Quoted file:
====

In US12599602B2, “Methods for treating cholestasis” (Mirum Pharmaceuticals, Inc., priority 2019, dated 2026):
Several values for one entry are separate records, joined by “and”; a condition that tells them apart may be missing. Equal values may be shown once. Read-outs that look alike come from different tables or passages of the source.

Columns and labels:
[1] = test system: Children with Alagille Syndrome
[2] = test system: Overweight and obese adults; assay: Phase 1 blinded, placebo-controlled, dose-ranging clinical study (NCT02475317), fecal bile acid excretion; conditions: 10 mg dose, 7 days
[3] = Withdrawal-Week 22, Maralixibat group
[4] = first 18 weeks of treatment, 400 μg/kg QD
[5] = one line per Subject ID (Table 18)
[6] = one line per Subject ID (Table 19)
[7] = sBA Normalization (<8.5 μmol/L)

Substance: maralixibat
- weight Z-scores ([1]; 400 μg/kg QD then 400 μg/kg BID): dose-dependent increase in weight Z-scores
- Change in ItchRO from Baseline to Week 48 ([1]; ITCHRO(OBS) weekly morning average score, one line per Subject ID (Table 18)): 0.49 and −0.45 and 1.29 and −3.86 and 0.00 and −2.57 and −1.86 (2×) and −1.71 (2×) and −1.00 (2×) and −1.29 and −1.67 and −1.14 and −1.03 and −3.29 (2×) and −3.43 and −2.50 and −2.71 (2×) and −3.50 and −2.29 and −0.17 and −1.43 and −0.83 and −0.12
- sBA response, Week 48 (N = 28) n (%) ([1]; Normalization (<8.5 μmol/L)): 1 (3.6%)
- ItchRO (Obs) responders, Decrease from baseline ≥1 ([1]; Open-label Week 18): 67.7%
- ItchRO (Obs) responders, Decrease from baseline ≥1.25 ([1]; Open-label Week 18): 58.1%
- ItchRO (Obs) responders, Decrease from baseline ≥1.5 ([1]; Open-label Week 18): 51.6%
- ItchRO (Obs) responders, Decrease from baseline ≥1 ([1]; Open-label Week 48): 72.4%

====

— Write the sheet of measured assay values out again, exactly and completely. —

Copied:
In US12599602B2, “Methods for treating cholestasis” (Mirum Pharmaceuticals, Inc., priority 2019, dated 2026):
Several values for one entry are separate records, joined by “and”; a condition that tells them apart may be missing. Equal values may be shown once. Read-outs that look alike come from different tables or passages of the source.

Columns and labels:
[1] = test system: Children with Alagille Syndrome
[2] = test system: Overweight and obese adults; assay: Phase 1 blinded, placebo-controlled, dose-ranging clinical study (NCT02475317), fecal bile acid excretion; conditions: 10 mg dose, 7 days
[3] = Withdrawal-Week 22, Maralixibat group
[4] = first 18 weeks of treatment, 400 μg/kg QD
[5] = one line per Subject ID (Table 18)
[6] = one line per Subject ID (Table 19)
[7] = sBA Normalization (<8.5 μmol/L)

Substance: maralixibat
- weight Z-scores ([1]; 400 μg/kg QD then 400 μg/kg BID): dose-dependent increase in weight Z-scores
- Change in ItchRO from Baseline to Week 48 ([1]; ITCHRO(OBS) weekly morning average score, one line per Subject ID (Table 18)): 0.49 and −0.45 and 1.29 and −3.86 and 0.00 and −2.57 and −1.86 (2×) and −1.71 (2×) and −1.00 (2×) and −1.29 and −1.67 and −1.14 and −1.03 and −3.29 (2×) and −3.43 and −2.50 and −2.71 (2×) and −3.50 and −2.29 and −0.17 and −1.43 and −0.83 and −0.12
- sBA response, Week 48 (N = 28) n (%) ([1]; Normalization (<8.5 μmol/L)): 1 (3.6%)
- ItchRO (Obs) responders, Decrease from baseline ≥1 ([1]; Open-label Week 18): 67.7%
- ItchRO (Obs) responders, Decrease from baseline ≥1.25 ([1]; Open-label Week 18): 58.1%
- ItchRO (Obs) responders, Decrease from baseline ≥1.5 ([1]; Open-label Week 18): 51.6%
- ItchRO (Obs) responders, Decrease from baseline ≥1 ([1]; Open-label Week 48): 72.4%